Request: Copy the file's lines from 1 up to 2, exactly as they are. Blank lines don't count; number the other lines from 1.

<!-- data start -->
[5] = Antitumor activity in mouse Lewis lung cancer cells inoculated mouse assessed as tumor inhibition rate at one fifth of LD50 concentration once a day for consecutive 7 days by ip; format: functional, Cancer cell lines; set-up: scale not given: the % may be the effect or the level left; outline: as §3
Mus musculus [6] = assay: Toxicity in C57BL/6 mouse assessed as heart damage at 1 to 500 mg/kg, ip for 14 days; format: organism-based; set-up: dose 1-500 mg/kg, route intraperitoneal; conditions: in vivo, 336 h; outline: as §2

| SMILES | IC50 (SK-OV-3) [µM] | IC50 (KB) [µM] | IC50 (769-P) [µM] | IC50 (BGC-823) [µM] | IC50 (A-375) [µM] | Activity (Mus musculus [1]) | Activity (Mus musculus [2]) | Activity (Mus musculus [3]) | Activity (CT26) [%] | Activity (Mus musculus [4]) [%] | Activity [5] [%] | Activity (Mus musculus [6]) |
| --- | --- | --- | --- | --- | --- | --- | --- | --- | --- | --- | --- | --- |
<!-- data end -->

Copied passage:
[5] = Antitumor activity in mouse Lewis lung cancer cells inoculated mouse assessed as tumor inhibition rate at one fifth of LD50 concentration once a day for consecutive 7 days by ip; format: functional, Cancer cell lines; set-up: scale not given: the % may be the effect or the level left; outline: as §3
Mus musculus [6] = assay: Toxicity in C57BL/6 mouse assessed as heart damage at 1 to 500 mg/kg, ip for 14 days; format: organism-based; set-up: dose 1-500 mg/kg, route intraperitoneal; conditions: in vivo, 336 h; outline: as §2